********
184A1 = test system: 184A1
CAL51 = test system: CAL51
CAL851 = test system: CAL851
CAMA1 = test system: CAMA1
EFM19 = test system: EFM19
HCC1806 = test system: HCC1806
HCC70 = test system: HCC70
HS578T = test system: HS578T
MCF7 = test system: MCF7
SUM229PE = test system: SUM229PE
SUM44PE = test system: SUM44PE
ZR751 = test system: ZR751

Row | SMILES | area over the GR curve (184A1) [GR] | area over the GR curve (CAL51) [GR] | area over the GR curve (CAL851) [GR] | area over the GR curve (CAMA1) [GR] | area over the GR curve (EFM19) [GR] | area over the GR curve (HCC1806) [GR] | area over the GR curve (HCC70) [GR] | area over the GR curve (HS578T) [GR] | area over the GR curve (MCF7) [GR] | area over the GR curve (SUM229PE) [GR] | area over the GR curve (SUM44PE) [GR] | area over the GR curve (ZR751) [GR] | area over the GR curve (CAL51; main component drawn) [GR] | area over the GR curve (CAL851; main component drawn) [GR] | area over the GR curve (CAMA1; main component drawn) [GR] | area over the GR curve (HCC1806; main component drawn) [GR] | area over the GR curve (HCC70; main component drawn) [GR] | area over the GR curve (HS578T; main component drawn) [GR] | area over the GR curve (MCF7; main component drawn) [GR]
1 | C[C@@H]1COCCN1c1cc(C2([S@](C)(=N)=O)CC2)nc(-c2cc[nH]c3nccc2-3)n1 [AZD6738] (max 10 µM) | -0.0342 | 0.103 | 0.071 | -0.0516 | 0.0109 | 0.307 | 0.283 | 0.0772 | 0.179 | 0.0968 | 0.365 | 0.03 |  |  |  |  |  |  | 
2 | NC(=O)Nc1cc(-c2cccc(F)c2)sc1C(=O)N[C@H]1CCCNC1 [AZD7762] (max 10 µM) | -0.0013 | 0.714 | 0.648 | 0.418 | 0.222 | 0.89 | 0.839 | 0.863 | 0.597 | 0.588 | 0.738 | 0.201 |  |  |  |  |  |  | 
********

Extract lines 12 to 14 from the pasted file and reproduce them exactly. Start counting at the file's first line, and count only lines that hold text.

ZR751 = test system: ZR751

Row | SMILES | area over the GR curve (184A1) [GR] | area over the GR curve (CAL51) [GR] | area over the GR curve (CAL851) [GR] | area over the GR curve (CAMA1) [GR] | area over the GR curve (EFM19) [GR] | area over the GR curve (HCC1806) [GR] | area over the GR curve (HCC70) [GR] | area over the GR curve (HS578T) [GR] | area over the GR curve (MCF7) [GR] | area over the GR curve (SUM229PE) [GR] | area over the GR curve (SUM44PE) [GR] | area over the GR curve (ZR751) [GR] | area over the GR curve (CAL51; main component drawn) [GR] | area over the GR curve (CAL851; main component drawn) [GR] | area over the GR curve (CAMA1; main component drawn) [GR] | area over the GR curve (HCC1806; main component drawn) [GR] | area over the GR curve (HCC70; main component drawn) [GR] | area over the GR curve (HS578T; main component drawn) [GR] | area over the GR curve (MCF7; main component drawn) [GR]
1 | C[C@@H]1COCCN1c1cc(C2([S@](C)(=N)=O)CC2)nc(-c2cc[nH]c3nccc2-3)n1 [AZD6738] (max 10 µM) | -0.0342 | 0.103 | 0.071 | -0.0516 | 0.0109 | 0.307 | 0.283 | 0.0772 | 0.179 | 0.0968 | 0.365 | 0.03 |  |  |  |  |  |  | 